On February 5, 2020, ACLU of Tennessee, ACLU, Civil Rights Corps, and The Choosing Justice Initiative filed a lawsuit on our behalf challenging Davidson County's garnishment of cash bond deposits to pay future court costs, fines, fees, and restitution.
Davidson County Criminal Court Local Rule of Practice for Bail Bonds 10(B) subjects cash bond
deposits to garnishment for fines, court costs and restitution — meaning money posted to secure an individual’s release from jail is used to guarantee payment of future court-imposed debts. If the party does not agree to the garnishment, they are not allowed to post a cash bond at all. The rule applies to all people arrested in Davidson County who pay a cash bond, even those who successfully make all of their court appearances.
“Our participants have no other path to freedom from jail — they cannot be released on their own recognizance, are not eligible for Davidson County’s pretrial release program, and have bond amounts so low that most for-profit bonding companies will not bail them out,” said Rev. Davie Tucker Jr., vice chairperson of the board of the Nashville Community Bail Fund. “Since the judges’ decision to enforce this rule against the Nashville Community Bail Fund, the number of people we are able to bail out each month has dropped by over 60 percent. Without our intervention, those who cannot afford bail are forced to sit in cages, losing jobs, housing and being separated from their families until their case concludes. In the end many individuals plead guilty just to get out of jail.”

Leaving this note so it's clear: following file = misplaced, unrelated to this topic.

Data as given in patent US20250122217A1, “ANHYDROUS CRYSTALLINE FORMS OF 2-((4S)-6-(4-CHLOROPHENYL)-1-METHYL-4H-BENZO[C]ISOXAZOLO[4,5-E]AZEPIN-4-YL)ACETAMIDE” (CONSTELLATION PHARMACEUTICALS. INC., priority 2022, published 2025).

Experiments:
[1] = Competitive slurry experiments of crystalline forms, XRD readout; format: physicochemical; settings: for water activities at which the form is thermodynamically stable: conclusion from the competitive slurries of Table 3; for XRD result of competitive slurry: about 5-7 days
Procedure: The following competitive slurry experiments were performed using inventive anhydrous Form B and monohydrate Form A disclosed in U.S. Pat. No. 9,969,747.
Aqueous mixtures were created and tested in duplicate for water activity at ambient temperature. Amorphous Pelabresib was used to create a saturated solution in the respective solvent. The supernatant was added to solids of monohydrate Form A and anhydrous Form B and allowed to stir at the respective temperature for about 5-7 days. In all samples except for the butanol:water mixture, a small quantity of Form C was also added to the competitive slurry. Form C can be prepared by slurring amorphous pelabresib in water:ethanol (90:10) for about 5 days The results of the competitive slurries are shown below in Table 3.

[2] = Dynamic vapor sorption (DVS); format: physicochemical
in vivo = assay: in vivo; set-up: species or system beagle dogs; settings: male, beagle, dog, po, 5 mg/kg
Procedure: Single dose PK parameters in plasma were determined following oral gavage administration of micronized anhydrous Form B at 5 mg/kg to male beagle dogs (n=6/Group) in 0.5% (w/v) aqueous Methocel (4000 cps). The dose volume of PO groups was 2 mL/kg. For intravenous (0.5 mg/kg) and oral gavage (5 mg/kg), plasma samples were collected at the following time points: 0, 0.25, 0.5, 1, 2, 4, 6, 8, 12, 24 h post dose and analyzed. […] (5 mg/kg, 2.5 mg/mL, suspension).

Put simply, this rule keeps poor people in jail. We're honored to partner with the above organizations in demanding justice in Nashville's cash bail practices. This lawsuit won't fix the entire cash bail system, but it's a groundbreaking start.